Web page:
Gosh, so House Education chair John Kline has responded to the Obama-Duncan insistence that we are going to reauthorize NCLB this summer by telling them to back off. Geez, who could have seen this coming? (Oh, yeah, it was me... here, and here, and here, and here, and here.)
As I’ve said before, there’s been a bizarre Obama-centrism when describing “bipartisan” support for reauthorization. Somehow, supposedly neutral, incisive reporters have taken to reporting Duncan’s assertions that there’s bipartisan backing for the administration’s “blueprint” as evidence that such backing indeed exists. They’ve taken his claims that the bill represents a common sense approach and addresses conservative priorities as proof that it does. And they’ve repeatedly suggested that the supposed “consensus” around ED’s “blueprint” is bipartisan, because Senator Lamar Alexander tends to support it. (Once again, the fact that conservatives might support some or all of the blueprint’s notions in principle, relating to teacher effectiveness or school improvement, doesn’t mean that they necessarily support doing them at the federal level. This distinction has seemed to consistently elude both administration officials and the press.)
The coverage has rarely noted that a loose coalition of NEA-friendly Democratic Senators and small government Republicans in the Senate might be able to block reauthorization. And it’s been astonishingly disinterested in whether House Republicans who promised to dramatically shrink the federal footprint are all that eager to pass an education bill that retains any federal role when it comes to school improvement or teacher effectiveness. On Tuesday, John Kline usefully reminded us that even when the Secretary of Education, the Senate Education chair, and Senator Alexander support a bill, it still has to pass the House--and he’s in no hurry. As he told The Hill, “I’m very much aware that...presidential politics will start to dominate what goes on around here. So there is a little bit of urgency to move, but I’m not going to rush this and do it wrong.”
While the edu-press has breathlessly reported (both this year and last year) Obama and Duncan’s resolve on enacting a comprehensive reauthorization, Kline insisted, “We’re just not going to do it.” Much to the consternation of the administration and Hill pros, who say you can’t do a piecemeal reauth and that nothing will get done, Kline said he intends to break NCLB up into a series of separate bills.
Reminding us how the conflicts over health care, the bailout, and financial reform have colored today’s House debate, Kline said that lawmakers were still “stinging” from the mammoth pieces of Democratic legislation passed in 2009 and 2010. After all, The Hill noted that Kline’s committee is flush with new members, including several freshman who “campaigned against the very existence of the Department of Education.” And, as we’ve seen during the most recent votes on the continuing resolution to fund the federal government, these folks are not content to merely fall into line.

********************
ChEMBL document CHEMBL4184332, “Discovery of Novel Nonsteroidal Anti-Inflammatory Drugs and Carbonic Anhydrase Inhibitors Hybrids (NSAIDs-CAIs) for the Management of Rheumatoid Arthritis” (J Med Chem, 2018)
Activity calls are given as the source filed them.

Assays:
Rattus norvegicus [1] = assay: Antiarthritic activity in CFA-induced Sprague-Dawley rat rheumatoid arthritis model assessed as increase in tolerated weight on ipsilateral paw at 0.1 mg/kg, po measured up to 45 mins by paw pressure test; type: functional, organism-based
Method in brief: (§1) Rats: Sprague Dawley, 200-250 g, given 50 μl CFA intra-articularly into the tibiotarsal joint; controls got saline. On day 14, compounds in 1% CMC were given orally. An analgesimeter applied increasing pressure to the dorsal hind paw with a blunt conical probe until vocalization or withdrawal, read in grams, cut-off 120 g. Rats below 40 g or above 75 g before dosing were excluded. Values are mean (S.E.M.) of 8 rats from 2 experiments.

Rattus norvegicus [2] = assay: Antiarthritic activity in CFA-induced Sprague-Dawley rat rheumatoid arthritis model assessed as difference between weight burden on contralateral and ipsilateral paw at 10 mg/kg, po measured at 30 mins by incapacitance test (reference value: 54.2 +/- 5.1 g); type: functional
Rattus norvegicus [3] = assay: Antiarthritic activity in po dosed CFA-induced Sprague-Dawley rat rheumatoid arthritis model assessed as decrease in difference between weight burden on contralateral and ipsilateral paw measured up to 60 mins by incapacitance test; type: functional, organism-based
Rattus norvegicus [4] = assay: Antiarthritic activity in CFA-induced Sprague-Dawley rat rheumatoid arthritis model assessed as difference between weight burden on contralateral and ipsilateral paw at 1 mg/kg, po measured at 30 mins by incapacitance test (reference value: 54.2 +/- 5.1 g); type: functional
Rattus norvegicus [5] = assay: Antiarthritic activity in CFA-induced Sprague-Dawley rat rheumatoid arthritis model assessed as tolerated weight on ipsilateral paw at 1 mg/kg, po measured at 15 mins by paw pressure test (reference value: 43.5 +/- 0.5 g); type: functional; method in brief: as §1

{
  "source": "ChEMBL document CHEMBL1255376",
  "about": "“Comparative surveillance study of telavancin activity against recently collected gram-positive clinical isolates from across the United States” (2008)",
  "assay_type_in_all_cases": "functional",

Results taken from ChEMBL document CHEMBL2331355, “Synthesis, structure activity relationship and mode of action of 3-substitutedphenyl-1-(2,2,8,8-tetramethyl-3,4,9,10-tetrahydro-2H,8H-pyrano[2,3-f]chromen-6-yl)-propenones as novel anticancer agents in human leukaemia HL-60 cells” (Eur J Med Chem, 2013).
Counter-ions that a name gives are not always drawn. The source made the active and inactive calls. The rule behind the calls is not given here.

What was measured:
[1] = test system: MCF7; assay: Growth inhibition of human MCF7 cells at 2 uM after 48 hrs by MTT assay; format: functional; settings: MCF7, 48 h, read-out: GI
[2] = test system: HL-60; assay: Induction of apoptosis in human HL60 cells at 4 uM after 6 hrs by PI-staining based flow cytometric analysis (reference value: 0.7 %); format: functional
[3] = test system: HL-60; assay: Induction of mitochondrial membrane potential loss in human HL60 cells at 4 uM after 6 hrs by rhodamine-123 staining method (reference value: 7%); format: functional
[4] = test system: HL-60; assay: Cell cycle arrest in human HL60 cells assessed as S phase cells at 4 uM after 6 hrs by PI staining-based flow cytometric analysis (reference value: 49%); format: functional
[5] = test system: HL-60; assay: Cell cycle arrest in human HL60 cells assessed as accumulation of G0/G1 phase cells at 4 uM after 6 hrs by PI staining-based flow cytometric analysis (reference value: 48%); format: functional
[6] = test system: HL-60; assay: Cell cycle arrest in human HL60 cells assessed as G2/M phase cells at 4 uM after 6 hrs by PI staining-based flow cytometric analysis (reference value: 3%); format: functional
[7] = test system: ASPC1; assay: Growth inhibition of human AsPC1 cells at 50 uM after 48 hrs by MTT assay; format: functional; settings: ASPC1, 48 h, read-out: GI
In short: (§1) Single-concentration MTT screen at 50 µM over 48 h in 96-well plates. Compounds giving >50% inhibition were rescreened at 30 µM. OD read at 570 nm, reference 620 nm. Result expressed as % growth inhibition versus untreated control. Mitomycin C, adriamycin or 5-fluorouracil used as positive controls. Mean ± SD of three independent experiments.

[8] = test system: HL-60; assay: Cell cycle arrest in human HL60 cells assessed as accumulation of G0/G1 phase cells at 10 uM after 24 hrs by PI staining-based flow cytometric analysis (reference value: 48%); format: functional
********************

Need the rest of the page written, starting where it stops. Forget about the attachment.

Administration officials and reporters who should know better are confident that reauthorization will get done because it’s “bipartisan,” as evidenced by the broad support for the 2001 bill. Of course, that’s a misleading view. The historic bipartisanship of federal ed policy, which involved mailing new money out to states and districts, reflected a time when federal ed policy was less central to national politics, occurred absent the shadow of furious concerns about federal overreach, and was more a reflection of Republicans supporting a new President than of particular enthusiasm for the bill. Most significantly, today there’s no new money to grease the process. Indeed, while many accounts last fall suggested that John Boehner’s accession to House Speaker would speed up reauthorization, since he was in Kline’s post when NCLB was enacted, Jack Jennings of the Center on Education Policy accurately noted this week that Boehner has since “more or less disowned No Child Left Behind.”
So, what’s ahead? Says Kline, "[The administration is] going to move at their pace, and they’re going to have to understand...that we’re going to move at our pace.” Like I’ve said all along. I’m predicting a bill in 2013 or after. But, I’m expecting some kind of “NCLB patch” in summer or fall 2012, which will render the “needs improvement” label meaningless. Interestingly, the Duncan-Obama effort to stir up hysteria about too many failing schools could very well help focus attention on the need for that patch/waiver/what have you. And, if that happens, the likelihood of reauth might just recede even further.
The opinions expressed in Rick Hess Straight Up are strictly those of the author(s) and do not reflect the opinions or endorsement of Editorial Projects in Education, or any of its publications.